Louise Oppenheimer

This is the second shoot in my new Argyll Artists series and it was wonderful to be focusing on photography for a whole evening again. Louise Oppenheimer is a local weaver working near Dunadd in the ancient landscape of the Kilmartin Glen. Louise is hugely influenced by the local landscape and her weaving frequently depicts abstractions of the flat plains which were among the earliest settled parts of Scotland. Here, Louise is shown in her studio in front of one of her beautiful pieces of woven art.

I was helped by my girlfriend Julie, and I really appreciated the help with basic things like holding a flash, but much more the help with spotting the right places and locations to show Louise at her best; two heads are indeed better than one, and it is a great luxury to be able to work this way. One of the instantly arresting things that will strike you on entering Louise’s studio is the incredibly eye-catching bobbins and balls of threads and wools. Louise clearly loves the raw material she works with and we really enjoyed hearing about how the colours mix together in a special way in tapestries, quite differently from in paintings. Look at those gorgeous textures of wool behind Louise here. Julie remarked at this point that a kitten would probably not be the best ingredient to add to the mix!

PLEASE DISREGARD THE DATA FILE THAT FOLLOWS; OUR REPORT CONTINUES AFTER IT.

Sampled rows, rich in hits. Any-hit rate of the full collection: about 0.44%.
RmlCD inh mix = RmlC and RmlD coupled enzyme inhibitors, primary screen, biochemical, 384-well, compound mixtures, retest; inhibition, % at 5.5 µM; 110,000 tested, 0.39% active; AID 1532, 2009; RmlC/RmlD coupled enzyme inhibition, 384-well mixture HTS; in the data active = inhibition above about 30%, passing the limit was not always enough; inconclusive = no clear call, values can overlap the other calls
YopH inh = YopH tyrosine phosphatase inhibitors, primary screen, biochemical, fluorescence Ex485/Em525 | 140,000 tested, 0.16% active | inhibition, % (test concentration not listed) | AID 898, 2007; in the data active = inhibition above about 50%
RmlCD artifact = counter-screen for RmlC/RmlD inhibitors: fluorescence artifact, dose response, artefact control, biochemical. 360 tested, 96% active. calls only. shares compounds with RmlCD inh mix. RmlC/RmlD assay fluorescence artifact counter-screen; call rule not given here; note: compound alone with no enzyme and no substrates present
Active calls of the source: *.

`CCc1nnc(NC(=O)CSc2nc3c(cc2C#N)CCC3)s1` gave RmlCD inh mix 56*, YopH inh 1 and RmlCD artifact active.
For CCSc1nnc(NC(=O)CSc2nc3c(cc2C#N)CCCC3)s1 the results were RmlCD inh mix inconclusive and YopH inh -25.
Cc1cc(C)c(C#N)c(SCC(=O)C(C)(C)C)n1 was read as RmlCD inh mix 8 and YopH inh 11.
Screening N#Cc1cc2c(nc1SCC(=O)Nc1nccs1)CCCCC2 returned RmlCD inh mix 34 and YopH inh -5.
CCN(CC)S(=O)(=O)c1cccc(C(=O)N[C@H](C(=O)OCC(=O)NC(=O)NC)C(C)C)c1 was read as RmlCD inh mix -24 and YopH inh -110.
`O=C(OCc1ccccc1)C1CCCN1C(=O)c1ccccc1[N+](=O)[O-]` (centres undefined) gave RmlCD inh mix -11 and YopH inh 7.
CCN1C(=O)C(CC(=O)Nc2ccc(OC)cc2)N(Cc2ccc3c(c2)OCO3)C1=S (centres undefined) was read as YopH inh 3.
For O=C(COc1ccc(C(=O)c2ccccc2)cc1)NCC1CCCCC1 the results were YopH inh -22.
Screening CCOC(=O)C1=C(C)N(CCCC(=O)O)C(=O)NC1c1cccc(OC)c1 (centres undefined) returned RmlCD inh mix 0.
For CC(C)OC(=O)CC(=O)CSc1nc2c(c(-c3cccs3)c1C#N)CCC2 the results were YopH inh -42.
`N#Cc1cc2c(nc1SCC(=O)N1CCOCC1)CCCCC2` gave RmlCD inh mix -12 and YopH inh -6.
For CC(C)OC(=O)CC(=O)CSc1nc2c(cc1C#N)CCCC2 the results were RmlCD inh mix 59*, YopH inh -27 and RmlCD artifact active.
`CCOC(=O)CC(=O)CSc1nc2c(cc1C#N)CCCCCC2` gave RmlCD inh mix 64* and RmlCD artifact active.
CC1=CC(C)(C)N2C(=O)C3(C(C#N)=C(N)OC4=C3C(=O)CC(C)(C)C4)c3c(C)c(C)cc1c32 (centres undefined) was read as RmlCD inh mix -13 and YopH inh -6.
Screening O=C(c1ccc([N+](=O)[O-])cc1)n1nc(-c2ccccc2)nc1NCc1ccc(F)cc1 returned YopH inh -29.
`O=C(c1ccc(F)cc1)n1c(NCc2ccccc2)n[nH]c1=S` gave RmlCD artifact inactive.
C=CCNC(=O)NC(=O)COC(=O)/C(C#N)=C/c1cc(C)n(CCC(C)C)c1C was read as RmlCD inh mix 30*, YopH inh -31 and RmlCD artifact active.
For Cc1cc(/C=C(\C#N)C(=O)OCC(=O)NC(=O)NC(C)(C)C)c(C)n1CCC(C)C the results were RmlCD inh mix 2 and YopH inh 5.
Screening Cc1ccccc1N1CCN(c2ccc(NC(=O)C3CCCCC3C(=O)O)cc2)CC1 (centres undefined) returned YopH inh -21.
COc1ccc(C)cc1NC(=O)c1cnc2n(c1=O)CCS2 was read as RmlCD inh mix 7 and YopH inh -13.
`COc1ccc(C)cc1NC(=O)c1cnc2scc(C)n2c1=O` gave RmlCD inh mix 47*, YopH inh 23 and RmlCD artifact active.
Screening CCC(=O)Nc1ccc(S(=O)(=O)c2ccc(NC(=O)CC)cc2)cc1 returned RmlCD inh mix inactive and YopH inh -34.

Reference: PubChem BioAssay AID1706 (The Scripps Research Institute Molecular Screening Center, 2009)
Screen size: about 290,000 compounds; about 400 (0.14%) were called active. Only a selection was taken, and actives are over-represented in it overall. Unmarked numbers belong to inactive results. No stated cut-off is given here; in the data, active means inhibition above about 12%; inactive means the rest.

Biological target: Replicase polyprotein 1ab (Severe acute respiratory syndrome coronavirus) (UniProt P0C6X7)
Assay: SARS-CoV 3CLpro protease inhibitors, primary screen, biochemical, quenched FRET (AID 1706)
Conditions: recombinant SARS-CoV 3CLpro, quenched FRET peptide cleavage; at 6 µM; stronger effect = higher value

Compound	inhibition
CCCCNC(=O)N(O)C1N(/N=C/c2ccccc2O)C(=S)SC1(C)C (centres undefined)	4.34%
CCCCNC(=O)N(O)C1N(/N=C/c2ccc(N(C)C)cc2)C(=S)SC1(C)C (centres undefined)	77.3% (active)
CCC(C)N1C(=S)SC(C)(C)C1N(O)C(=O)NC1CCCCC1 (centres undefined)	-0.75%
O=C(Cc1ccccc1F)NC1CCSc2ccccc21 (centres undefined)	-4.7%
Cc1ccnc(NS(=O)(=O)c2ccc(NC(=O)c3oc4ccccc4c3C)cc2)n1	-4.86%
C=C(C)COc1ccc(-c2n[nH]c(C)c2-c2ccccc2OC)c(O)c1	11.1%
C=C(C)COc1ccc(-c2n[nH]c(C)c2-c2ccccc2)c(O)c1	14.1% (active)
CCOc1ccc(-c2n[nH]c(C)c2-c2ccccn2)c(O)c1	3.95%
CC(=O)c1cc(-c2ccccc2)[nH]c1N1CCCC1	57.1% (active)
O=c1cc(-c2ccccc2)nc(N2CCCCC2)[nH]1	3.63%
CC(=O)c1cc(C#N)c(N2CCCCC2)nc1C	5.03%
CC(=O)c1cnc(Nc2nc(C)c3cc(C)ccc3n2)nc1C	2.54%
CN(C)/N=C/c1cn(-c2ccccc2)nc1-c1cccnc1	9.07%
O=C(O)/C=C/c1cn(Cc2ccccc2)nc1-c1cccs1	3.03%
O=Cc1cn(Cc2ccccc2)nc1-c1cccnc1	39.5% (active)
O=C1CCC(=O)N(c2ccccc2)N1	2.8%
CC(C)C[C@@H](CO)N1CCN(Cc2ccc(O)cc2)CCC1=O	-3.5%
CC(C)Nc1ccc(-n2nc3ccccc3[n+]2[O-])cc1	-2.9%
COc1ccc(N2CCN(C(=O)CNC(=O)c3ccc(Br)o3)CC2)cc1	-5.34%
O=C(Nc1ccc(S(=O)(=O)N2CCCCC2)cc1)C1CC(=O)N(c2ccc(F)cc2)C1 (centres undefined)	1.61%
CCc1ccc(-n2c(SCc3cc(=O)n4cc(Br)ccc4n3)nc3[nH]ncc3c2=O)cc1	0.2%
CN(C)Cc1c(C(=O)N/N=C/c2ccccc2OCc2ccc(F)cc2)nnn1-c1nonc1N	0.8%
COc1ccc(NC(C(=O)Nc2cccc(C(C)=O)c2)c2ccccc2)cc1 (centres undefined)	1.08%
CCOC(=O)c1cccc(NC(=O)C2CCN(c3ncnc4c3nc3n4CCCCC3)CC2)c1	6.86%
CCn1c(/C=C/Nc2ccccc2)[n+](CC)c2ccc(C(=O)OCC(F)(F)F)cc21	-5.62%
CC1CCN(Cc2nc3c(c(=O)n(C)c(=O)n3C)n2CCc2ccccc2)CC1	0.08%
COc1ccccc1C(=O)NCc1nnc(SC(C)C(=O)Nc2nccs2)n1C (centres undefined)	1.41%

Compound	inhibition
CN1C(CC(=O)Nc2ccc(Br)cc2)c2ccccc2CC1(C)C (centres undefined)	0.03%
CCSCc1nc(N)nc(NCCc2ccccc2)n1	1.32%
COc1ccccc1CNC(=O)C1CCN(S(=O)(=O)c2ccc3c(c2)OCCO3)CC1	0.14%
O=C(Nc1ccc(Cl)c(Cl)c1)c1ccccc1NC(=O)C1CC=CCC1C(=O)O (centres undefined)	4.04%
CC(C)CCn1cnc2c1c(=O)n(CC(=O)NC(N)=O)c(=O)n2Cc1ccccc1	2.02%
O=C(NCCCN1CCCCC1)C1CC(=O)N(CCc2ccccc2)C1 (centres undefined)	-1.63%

Here is Louise working at her loom with the warp all in place and some work just beginning. Louise loves to work slowly and to let her ideas emerge organically; it seems painstaking work to me, and I can see why an artist who wants to work and think slowly would be so attracted to this medium.

Visiting Louise is a pleasant experience. She is a lovely hostess, and on reflection about the experience of meeting her, I would say we all laughed a lot. She has a quirky and fun view of the world, and would be a lovely person to simply pass the time of day with just talking about art and life. This picture with her framed pieces on a wall behind her is possibly my favourite. The gentle smile and slightly curious look seem to match my first impressions of Louise very well.

I spoke about the local landscape and how it influences Louise, well despite the threatening skies, we drove out to a spot that reminds me of one of my favourite pieces from her collection. The background always makes me think of an African Savannah, and I was delighted to hear that Louise thinks the same. I love these ones from the Crinan Canal bridges at Bellanoch. I rarely do portraits with a long lens, but I wanted the trees in the background to be squeezed in with Louise in this image so my Sigma 70-200 f2.8 had a rare outing.

Perhaps the best one last:


If you are visiting Argyll and have any time check out Louise’s beautiful studio and her intricate, beautiful weaving.




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